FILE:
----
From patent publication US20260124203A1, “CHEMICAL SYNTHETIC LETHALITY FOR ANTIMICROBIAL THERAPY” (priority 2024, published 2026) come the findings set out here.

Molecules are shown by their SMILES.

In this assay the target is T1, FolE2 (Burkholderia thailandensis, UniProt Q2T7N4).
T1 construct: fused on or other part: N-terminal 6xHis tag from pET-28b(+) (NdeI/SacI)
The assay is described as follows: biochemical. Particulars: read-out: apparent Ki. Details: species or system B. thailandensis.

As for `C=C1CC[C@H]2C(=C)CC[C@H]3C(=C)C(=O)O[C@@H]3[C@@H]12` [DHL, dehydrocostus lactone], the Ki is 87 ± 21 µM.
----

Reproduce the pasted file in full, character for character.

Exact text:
From patent publication US20260124203A1, “CHEMICAL SYNTHETIC LETHALITY FOR ANTIMICROBIAL THERAPY” (priority 2024, published 2026) come the findings set out here.

Molecules are shown by their SMILES.

In this assay the target is T1, FolE2 (Burkholderia thailandensis, UniProt Q2T7N4).
T1 construct: fused on or other part: N-terminal 6xHis tag from pET-28b(+) (NdeI/SacI)
The assay is described as follows: biochemical. Particulars: read-out: apparent Ki. Details: species or system B. thailandensis.

As for `C=C1CC[C@H]2C(=C)CC[C@H]3C(=C)C(=O)O[C@@H]3[C@@H]12` [DHL, dehydrocostus lactone], the Ki is 87 ± 21 µM.